Aman ki Asha: Now Why Didn't We Think of That!

January 08, 2010

The Dil se Dil and Aman ki Asha Logos

Sometimes an idea just takes a while to germinate. Sometimes the big guys simply need to feel that the idea was all theirs before they'll really run with it. Whatever the reason, it seems that the time has finally come for a serious effort at an Indo-Pak peace initiative based on simple people-to-people interactions and cultural exchange.

The proponents of this undertaking are two of South Asia's largest media outlets, the Times of India and the Jang Group in Pakistan. In the garbled, half-literate language of the writers at the TOI: "Starting with a series of cross-border cultural interactions, business seminars, music & literary festivals and citizens meet that will give the bonds of humanity a chance to survive outside the battlefields of politics, terrorism and fundamentalism."

The project is being called "Aman ki Asha", Hope for Peace. Amitabh Bachchan, no less, is promoting the as-yet vaguely defined, bridge-building concerts.

If this sounds familiar, it is because it appears to be based on our lovely Friends Without Borders project and its not-quite-successful sequel, Dil se Dil, both the brainchild of service wizard John Silliphant.

Friends Without Borders was a four-month blitz through India in 2006 to collect friendship letters from tens of thousands of Indian school children and deliver them to kids in Pakistan. Major events were held in around the country, television commercials played on major networks for two solid months, and the project was lauded by the Prime Minister of India and featured in newspapers, magazines (here and here), online media, and television.

The Dil se Dil project was even more ambitious. On the night of 14-15 August 2007, we had planned a special celebration to celebrate the shared 60th anniversary of India and Pakistan and an unprecedented event designed to bring the people of these countries closer together: a concert of Indian and Pakistani superstars, right at the famous Attari/Wagah border. A coming-together of midnight's grandchildren, as it were.

At the heart of both projects was a belief that peaceful, productive coexistence is profoundly wished by ordinary people on both sides of the border, whereas intransigence, antagonism, and recrimination are the domain of politicians and a minority of hardliners. We found tremendous resonance with these ideas during both projects.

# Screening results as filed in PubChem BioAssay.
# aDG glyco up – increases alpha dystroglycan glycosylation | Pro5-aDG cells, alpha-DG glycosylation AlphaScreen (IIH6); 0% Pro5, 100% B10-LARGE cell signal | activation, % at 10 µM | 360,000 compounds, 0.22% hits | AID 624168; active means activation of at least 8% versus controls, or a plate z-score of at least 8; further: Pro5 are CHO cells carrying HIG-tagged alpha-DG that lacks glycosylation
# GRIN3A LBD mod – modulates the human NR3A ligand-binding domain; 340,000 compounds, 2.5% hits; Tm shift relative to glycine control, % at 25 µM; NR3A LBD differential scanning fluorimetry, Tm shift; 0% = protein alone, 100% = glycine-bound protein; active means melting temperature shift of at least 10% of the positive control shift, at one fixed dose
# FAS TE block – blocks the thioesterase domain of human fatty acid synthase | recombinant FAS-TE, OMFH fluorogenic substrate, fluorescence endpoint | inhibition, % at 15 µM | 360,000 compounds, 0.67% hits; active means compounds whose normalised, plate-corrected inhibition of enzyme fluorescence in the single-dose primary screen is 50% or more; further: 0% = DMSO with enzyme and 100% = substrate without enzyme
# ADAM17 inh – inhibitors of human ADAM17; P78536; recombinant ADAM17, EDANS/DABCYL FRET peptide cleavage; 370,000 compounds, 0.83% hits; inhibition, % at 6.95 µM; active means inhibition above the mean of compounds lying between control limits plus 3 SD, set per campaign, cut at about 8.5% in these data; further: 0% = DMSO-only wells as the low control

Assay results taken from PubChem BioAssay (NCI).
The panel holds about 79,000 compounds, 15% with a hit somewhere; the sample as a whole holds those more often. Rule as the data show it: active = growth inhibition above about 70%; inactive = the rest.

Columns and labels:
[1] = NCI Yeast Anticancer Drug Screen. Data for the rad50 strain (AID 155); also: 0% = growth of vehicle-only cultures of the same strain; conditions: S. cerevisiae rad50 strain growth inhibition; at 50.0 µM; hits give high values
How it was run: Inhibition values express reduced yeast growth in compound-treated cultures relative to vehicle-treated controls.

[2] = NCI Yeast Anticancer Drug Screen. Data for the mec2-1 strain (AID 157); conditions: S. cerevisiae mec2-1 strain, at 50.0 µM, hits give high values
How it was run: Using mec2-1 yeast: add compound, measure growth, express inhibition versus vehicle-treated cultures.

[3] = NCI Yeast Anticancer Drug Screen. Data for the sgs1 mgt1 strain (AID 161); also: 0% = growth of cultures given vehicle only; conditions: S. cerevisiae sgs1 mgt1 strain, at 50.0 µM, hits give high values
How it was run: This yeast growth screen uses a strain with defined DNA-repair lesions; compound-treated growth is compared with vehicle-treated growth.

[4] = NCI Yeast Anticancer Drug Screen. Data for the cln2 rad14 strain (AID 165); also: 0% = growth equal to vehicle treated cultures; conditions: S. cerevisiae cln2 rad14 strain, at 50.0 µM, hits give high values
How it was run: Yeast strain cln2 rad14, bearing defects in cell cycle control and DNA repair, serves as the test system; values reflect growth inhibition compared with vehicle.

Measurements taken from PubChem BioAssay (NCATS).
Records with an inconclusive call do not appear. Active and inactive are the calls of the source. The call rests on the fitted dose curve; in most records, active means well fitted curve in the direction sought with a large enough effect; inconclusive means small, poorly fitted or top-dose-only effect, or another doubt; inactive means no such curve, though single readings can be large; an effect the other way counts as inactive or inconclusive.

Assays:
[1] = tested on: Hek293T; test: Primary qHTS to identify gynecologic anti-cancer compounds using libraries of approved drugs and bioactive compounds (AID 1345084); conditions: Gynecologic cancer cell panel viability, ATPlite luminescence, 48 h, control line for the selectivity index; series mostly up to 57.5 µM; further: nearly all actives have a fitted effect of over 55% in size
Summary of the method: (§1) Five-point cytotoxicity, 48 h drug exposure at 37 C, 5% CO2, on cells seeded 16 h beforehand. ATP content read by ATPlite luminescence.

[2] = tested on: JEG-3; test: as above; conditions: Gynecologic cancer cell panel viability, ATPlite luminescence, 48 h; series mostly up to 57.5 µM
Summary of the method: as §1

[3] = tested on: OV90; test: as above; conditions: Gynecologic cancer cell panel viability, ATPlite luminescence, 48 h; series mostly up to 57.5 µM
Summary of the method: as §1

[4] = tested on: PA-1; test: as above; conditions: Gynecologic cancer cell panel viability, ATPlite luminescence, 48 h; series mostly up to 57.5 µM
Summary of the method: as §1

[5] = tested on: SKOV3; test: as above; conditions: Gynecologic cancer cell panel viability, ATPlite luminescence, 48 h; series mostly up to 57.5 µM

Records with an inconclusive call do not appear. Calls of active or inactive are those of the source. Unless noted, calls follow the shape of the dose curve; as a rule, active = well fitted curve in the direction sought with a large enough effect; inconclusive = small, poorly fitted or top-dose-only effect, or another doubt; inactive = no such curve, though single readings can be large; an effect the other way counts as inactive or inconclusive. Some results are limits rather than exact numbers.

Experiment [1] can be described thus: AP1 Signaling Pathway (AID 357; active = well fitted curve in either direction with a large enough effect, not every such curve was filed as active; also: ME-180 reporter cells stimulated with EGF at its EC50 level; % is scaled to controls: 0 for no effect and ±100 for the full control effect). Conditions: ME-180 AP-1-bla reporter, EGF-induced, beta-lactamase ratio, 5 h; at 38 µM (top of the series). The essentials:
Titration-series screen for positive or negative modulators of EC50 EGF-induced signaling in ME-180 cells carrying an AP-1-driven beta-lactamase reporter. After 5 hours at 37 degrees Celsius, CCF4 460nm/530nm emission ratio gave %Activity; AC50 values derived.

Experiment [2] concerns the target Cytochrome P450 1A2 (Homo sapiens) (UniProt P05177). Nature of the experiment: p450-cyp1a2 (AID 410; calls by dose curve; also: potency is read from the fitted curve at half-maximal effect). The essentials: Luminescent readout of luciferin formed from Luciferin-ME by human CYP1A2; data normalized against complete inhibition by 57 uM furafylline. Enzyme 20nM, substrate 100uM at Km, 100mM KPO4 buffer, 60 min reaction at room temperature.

Our print-media partners for that undertaking were, of course, the Times of India and the Jang Group. If there is any doubt about the origin of the genesis of the projects, take a look at the TOI article that announced the program. The photo was taken by a TOI photographer at our Friends Without Borders event at Wankhede Stadium in Bombay on 6 February 2006. Even the Aman ki Asha logo looks a bit derivative of the Dil se Dil logo.

The Dil se Dil and Aman ki Asha Logos

Of course, the FWB team is given no credit or kudos for the idea - but that's just fine. Our objective has always been to create positive change. We are open source. If you can take our ideas and do more with them than we can, more power to you! In fact, we'll be glad to assist you.

True, the appropriation of the concept, without attribution and for purposes that appear principally publicity-seeking and commercial, and only secondarily public-spirited, is a bit shady. But then, what do you expect from TOI, the most disreputable, sleazy, ethically challenged media outlet in a country not exactly famous for journalistic integrity?

Still, we are delighted to see these important ideas taken forward.


This revival of Dil se Dil prompts me to tell a more detailed story of the crushing disappointment surrounding the eleventh-hour cancellation of our border concert. There were a number of factors censoring my commentary during the course of the project. Chief among these were close monitoring by the Indian Home Ministry at a time when I was in the country on a tourist visa and the fact that our brilliant partners at the NGO Routes 2 Roots were heroically negotiating the permissions with two distrustful governments that did not want to see anything in the media before the deal was done. Even my online announcement of the cancellation was truncated by the judgment that details of the fiasco would only serve to antagonize, when our objective was to sooth.